Matching Items (30)

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Whole Blood Gene Expression Profiles in Insulin Resistant Latinos with the Metabolic Syndrome

Description

Although insulin resistance in skeletal muscle is well-characterized, the role of circulating whole blood in the metabolic syndrome phenotype is not well understood. We set out to test the hypothesis

Although insulin resistance in skeletal muscle is well-characterized, the role of circulating whole blood in the metabolic syndrome phenotype is not well understood. We set out to test the hypothesis that genes involved in inflammation, insulin signaling and mitochondrial function would be altered in expression in the whole blood of individuals with metabolic syndrome. We further wanted to examine whether similar relationships that we have found previously in skeletal muscle exist in peripheral whole blood cells. All subjects (n=184) were Latino descent from the Arizona Insulin Resistance registry. Subjects were classified based on the metabolic syndrome phenotype according to the National Cholesterol Education Program’s Adult Treatment Panel III. Of the 184 Latino subjects in the study, 74 were classified with the metabolic syndrome and 110 were without. Whole blood gene expression profiling was performed using the Agilent 4x44K Whole Human Genome Microarray. Whole blood microarray analysis identified 1,432 probes that were altered in expression ≥1.2 fold and P<0.05 after Benjamini-Hochberg in the metabolic syndrome subjects. KEGG pathway analysis revealed significant enrichment for pathways including ribosome, oxidative phosphorylation and MAPK signaling (all Benjamini-Hochberg P<0.05). Whole blood mRNA expression changes observed in the microarray data were confirmed by quantitative RT-PCR. Transcription factor binding motif enrichment analysis revealed E2F1, ELK1, NF-kappaB, STAT1 and STAT3 significantly enriched after Bonferroni correction (all P<0.05). The results of the present study demonstrate that whole blood is a useful tissue for studying the metabolic syndrome and its underlying insulin resistance although the relationship between blood and skeletal muscle differs.

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Agent

Created

Date Created
  • 2013-12-17

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Effects of a Lifestyle Intervention on Diabetes Risk in Latino Youth

Description

Background: The prevalence of childhood obesity has disproportionately affected Latino youth. This increase in obesity is seen with an increased incidence of Type 2 Diabetes. Objective/Hypothesis: The objective of this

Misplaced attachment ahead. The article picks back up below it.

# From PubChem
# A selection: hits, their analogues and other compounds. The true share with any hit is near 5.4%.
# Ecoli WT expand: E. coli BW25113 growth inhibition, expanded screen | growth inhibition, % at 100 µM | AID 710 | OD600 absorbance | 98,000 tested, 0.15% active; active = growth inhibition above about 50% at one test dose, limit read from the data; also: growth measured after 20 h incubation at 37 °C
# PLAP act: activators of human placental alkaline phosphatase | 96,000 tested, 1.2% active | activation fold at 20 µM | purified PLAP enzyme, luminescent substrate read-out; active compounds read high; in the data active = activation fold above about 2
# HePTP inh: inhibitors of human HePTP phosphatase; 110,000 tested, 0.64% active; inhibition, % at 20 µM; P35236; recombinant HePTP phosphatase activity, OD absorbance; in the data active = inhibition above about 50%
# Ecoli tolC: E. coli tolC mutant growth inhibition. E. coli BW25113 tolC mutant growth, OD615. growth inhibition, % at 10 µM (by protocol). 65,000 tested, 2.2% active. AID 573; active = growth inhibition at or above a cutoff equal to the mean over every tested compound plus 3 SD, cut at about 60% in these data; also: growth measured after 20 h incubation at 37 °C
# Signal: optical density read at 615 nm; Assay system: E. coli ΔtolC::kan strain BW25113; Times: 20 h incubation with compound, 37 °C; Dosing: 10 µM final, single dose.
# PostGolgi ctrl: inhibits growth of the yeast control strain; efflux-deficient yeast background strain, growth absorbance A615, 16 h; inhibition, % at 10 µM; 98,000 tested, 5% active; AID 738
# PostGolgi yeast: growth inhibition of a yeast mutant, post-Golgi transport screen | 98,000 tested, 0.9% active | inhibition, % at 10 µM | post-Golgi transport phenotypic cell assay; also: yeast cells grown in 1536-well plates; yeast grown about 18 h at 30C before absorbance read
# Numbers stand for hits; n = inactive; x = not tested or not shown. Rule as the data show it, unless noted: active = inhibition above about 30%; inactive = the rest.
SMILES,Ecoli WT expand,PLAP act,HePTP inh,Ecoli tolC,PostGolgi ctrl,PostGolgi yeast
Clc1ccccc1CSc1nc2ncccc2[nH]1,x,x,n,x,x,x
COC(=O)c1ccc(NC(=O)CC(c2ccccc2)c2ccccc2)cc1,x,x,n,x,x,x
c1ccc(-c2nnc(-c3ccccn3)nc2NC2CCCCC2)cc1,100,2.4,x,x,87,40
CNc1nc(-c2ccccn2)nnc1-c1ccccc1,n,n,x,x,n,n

Background: The prevalence of childhood obesity has disproportionately affected Latino youth. This increase in obesity is seen with an increased incidence of Type 2 Diabetes. Objective/Hypothesis: The objective of this study was to determine the effects of a community based lifestyle intervention, which encompassed nutrition education and physical activity, on diabetes risk in pre-diabetic Latino adolescents. Diabetes risk was assessed using pancreatic beta cell function as measured by proinsulin: insulin ratio. It was hypothesized that reductions in added sugar intake and reductions in saturated fat intake will be associated with improved beta cell function as measured by proinsulin: insulin ratio. Study Design/Participants: In this quasi-experimental study design, n=17 pre-diabetic Latino adolescents between the ages of 14-16 participated in a lifestyle intervention. Methods: Anthropometric measurements (weight, height, waist circumference, BMI) and body composition (body %) were determined for all participants at baseline and post intervention. Fasting proinsulin (PI), fasting insulin (I) and 2hr-OGTT were also determined. Dietary intake was measured using the Block Kids Food Screener for kids ages 2-17y (2007). The intervention consisted of nutrition education classes and physical activity sessions for 12 weeks. Results: We found significant decreases in body fat % following the intervention. There were no significant decreases in fasting insulin. Proinsulin significantly decreased. However we did no see a significant change in PI/I (p= 0.003). Dietary behaviors of added sugar (p=0.03) and saturated fat (p=0.04) showed significant decreases. No significant associations were found between changes in added sugar to improvements in beta cell function, r=0.072, p-value= 0.7. We also did not observe significant associations between reductions in saturated fat intake and improvements in beta cell function, r=0.152, p-value =0.6. Conclusions: We concluded that a 12-week lifestyle intervention resulted in significant changes in dietary behaviors. These changes were not however associated with improvements in beta cell function.

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Agent

Created

Date Created
  • 2015-05

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Changes in miRNA species following lifestyle intervention among obese Latino youth with prediabetes

Description

Obesity and related health disparities including type 2 diabetes disproportionately impact Latino youth. These health disparities may be the result of gene-environment interactions, but limited research has examined these interactions

Obesity and related health disparities including type 2 diabetes disproportionately impact Latino youth. These health disparities may be the result of gene-environment interactions, but limited research has examined these interactions in the pediatric age group. Lifestyle intervention is the cornerstone for preventing diabetes among high-risk populations and epigenetic and genetic factors may help explain the biological mechanisms underlying diabetes risk reduction following lifestyle changes. MicroRNAs (miRNAs) are small, non-coding RNA’s that regulate gene expression and have emerged as potential biomarkers for predicting type 2 diabetes risk in adults but have yet to be applied to youth. Therefore, the purpose of this study was to identify changes in miRNA expression among Latino youth with prediabetes (4 female/2 male, ages 14-16, BMI percentile 99 ±.2) who participated in a 12-week lifestyle intervention focused on increasing physical activity and improving nutrition-related behaviors.